Jeremiah 13:23 (New International Version)

Can the Ethiopian change his skin
or the leopard its spots?
Neither can you do good
who are accustomed to doing evil.

“God works in mysterious ways”

William Cowper,

“On The Loss of the Royal George”

“Money is the root of all evil”

1 Timothy 6:10 (New International Version)

For the love of money is a root of all kinds of evil.

Some people, eager for money, have wandered from

the faith and pierced themselves with many griefs.

“Cleanliness is next to godliness”

Charles Wesley

Sermons, no 93,

‘On Dress’

“God helps those who help themselves”

Aesop

“The gods help them

that help themselves”

“Spare the rod and spoil the child”

Samuel Butler (Hudibras, 1664),

paraphrasing Proverbs 23:13 (New International Version)

Do not withhold discipline from a child;
if you punish him with the rod, he will not die.

Okay, hopefully you’ve learned a little bit today… A lot of what is attributed to the Bible, that is more traditional, in fact, has little or nothing to do with the Bible and Christian beliefs.  But believe me, we’re not the first ones to make this mistake.  I titled this message, “What Would Luther Say,” for an interesting reason.  If you look at Luther’s life, historically, you see that at the time he lived, very few people actually read the Bible.  Now, some of that could be attributed to the fact that it was in either Hebrew, Greek or Latin, and few could speak those languages.

In fact, if you know your Lutheran history, you know that was one of Luther’s major quests, was to translate the Bible into the German language so common folk could read and understand it.  But if you look even closer at the people of the time, you realize that even the priests themselves, who spoke Latin, Hebrew and Greek, did not read the Bible either.  It’s not too far different from what we know today, unfortunately.  As we just pointed out, there are a lot of misconceptions about what the Bible actually teaches, in the heart of many American churches, and I am sure that the European churches can’t boast much better.

I think, after all of his work, Luther would be appalled at the attitude in many churches today that people just don’t read the Bible.  Imagine from his perspective, as a priest, he didn’t read the New Testament until halfway through his career as a priest.  We know from history that he use to flagellate, or whip himself, forced himself to climb stairs on his knees and was constantly sure that he was not worthy of Christ’s favor.  Then he was encouraged to read the New Testament, and he discovered the letters of Paul, which opened his mind to the concept of salvation through grace by faith alone, a revolutionary idea to the people of his day.  In fact, Luther felt his rediscovery of that principle was so important, so revolutionary that the Devil himself would not be able to bear it and would rise up, bringing about the end of the world.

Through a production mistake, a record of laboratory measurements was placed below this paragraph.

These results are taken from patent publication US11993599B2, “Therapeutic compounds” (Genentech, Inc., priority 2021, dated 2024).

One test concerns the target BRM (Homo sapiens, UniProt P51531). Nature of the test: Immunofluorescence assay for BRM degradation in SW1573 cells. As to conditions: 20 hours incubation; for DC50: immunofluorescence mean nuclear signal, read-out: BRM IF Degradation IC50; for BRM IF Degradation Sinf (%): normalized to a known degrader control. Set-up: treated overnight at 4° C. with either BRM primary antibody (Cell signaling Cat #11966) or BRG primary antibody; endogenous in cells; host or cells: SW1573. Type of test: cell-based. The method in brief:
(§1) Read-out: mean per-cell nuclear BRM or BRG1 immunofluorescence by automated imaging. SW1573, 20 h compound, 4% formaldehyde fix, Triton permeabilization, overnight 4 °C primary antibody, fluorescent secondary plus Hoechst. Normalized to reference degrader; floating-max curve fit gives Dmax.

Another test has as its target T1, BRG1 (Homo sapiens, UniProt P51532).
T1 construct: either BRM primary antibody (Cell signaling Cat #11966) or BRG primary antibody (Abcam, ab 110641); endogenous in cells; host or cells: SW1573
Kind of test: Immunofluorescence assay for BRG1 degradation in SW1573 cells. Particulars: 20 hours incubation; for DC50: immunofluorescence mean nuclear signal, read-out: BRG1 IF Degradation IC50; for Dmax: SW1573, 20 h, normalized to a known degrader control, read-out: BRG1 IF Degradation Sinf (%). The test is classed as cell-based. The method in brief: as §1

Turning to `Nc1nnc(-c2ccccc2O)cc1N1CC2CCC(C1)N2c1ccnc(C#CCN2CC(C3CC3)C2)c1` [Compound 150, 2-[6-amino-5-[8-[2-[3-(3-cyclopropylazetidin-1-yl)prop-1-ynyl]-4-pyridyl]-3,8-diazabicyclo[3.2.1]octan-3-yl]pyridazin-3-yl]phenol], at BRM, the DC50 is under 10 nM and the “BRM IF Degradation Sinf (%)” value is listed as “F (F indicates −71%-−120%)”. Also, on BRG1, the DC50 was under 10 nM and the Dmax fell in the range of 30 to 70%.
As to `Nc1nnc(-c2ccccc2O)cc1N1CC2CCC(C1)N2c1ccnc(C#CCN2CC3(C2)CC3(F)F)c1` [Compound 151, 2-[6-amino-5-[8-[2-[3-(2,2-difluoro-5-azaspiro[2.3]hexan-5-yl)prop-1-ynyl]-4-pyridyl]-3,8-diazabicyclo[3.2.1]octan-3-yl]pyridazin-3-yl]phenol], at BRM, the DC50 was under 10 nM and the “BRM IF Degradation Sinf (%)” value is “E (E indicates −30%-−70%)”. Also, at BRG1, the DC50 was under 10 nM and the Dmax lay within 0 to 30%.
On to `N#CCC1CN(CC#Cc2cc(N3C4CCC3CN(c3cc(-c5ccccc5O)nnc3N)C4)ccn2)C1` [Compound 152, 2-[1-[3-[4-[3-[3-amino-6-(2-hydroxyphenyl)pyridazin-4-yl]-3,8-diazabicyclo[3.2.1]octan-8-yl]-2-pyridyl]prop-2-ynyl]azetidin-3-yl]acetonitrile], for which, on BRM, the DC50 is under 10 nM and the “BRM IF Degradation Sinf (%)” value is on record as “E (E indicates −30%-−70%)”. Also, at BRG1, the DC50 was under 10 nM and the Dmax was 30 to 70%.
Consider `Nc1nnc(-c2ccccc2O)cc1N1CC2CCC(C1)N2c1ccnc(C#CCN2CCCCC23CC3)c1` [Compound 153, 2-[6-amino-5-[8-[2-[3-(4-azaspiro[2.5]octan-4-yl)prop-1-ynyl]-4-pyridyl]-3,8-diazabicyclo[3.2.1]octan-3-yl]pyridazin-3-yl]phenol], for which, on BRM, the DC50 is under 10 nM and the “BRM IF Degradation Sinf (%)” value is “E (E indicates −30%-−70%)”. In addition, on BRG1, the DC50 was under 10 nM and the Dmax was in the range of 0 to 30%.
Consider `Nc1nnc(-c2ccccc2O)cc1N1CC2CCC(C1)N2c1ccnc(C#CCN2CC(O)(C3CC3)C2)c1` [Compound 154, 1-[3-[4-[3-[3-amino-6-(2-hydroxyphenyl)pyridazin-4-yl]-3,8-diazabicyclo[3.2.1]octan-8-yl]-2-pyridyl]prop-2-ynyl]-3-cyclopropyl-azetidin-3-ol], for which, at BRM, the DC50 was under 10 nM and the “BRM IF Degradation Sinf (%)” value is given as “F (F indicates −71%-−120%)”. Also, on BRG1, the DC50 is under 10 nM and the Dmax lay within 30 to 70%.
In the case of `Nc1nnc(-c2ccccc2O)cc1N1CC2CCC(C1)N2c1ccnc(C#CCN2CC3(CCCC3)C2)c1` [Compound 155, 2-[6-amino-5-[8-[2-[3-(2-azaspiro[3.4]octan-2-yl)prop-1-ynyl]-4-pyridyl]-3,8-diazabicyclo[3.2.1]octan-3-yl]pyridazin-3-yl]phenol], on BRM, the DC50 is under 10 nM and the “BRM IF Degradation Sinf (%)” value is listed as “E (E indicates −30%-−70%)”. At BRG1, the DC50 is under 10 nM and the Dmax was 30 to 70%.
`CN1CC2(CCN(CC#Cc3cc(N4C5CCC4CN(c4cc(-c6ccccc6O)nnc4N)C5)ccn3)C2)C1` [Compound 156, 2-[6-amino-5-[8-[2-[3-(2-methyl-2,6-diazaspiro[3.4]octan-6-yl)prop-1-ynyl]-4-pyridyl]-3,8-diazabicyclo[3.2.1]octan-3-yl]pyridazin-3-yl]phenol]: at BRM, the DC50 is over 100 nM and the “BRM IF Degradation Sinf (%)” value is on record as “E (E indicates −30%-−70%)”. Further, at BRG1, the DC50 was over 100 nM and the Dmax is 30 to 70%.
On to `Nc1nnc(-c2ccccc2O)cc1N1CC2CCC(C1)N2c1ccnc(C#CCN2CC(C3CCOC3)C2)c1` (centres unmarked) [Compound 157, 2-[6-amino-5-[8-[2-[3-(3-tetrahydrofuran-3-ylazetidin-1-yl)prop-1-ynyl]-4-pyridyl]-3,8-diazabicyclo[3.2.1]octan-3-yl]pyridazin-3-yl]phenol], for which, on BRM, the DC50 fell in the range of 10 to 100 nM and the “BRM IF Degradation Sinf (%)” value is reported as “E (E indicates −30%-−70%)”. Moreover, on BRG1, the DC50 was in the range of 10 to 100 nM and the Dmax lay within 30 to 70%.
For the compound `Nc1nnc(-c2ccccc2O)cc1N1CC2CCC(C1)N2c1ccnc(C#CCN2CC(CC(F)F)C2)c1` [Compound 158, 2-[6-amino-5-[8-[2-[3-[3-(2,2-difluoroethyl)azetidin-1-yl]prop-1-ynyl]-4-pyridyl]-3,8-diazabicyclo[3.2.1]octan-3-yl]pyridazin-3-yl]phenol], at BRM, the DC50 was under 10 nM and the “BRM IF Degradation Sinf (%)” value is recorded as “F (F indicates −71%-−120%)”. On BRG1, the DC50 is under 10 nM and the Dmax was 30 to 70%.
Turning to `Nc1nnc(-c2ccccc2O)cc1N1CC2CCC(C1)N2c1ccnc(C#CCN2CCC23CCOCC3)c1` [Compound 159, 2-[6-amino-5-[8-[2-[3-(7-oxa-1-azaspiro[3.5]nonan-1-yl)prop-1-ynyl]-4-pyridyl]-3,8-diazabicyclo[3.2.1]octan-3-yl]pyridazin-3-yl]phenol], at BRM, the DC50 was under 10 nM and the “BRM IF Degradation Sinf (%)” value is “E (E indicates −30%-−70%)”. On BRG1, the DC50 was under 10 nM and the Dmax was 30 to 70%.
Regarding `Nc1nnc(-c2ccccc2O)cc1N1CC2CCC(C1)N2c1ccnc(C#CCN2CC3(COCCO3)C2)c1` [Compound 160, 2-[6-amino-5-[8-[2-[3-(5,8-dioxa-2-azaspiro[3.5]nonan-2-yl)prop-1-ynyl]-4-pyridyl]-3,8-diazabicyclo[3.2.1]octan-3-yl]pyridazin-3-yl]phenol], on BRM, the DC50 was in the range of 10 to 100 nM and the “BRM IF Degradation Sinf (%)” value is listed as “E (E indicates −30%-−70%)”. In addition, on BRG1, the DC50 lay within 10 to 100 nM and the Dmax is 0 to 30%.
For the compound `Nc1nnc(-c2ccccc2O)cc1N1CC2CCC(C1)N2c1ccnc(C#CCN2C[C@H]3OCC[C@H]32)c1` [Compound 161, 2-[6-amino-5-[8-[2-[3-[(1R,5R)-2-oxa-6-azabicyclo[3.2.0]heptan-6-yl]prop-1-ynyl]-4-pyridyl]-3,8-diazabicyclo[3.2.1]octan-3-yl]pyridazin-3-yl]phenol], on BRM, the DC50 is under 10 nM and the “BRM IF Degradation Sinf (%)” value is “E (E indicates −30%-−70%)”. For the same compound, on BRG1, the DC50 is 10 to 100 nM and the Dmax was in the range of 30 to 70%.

What’s interesting to note is that Luther was in the Augustinian order of the Catholic Church.  The Augustinian order followed the model of fraternity lived by the Apostles and found in the early Christian community. Augustine of Hippo himself wrote, “Before all else, live together in harmony, being of one soul and one heart seeking God.”  It also carried out the mandate of the Church to proclaim the good news of the Gospel – more on that in a moment.  From the beginning, the Augustinians tended toward a universal service to the needs of the Church.  Gregor Mendel, the monk considered the father of modern genetics, was an Augustinian, as was Myles Coverdale, who translated the first English Bible, under Henry the 8th.  Augustinian monasteries pattern themselves after the life of the early church, in Jerusalem, and also held strongly to the teachings of the Apostle Paul.